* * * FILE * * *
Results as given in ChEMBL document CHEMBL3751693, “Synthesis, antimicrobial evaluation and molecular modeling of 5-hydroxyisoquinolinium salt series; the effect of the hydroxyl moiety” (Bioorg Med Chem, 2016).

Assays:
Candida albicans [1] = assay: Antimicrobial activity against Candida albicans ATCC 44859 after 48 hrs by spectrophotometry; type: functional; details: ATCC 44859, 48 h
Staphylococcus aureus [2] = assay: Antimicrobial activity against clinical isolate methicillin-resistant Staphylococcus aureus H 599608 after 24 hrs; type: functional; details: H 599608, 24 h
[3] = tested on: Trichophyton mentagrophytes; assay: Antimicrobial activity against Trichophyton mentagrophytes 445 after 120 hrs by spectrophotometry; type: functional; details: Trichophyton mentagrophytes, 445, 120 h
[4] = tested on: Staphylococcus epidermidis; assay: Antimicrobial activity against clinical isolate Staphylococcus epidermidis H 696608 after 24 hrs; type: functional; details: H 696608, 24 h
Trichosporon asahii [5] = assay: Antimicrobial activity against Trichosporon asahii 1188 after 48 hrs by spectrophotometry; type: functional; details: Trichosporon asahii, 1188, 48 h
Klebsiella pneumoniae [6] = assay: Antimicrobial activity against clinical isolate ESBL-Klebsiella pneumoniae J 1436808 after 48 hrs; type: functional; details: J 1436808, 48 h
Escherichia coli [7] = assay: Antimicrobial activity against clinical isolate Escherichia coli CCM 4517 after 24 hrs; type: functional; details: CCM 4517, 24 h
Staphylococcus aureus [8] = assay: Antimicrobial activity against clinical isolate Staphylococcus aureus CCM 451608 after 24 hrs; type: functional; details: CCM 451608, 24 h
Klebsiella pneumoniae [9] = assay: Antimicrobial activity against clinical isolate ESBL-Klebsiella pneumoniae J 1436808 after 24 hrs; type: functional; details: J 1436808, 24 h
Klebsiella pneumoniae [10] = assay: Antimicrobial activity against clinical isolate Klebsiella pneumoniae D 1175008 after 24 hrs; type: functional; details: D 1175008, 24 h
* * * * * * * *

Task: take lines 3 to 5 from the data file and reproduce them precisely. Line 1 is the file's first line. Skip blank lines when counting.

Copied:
Candida albicans [1] = assay: Antimicrobial activity against Candida albicans ATCC 44859 after 48 hrs by spectrophotometry; type: functional; details: ATCC 44859, 48 h
Staphylococcus aureus [2] = assay: Antimicrobial activity against clinical isolate methicillin-resistant Staphylococcus aureus H 599608 after 24 hrs; type: functional; details: H 599608, 24 h
[3] = tested on: Trichophyton mentagrophytes; assay: Antimicrobial activity against Trichophyton mentagrophytes 445 after 120 hrs by spectrophotometry; type: functional; details: Trichophyton mentagrophytes, 445, 120 h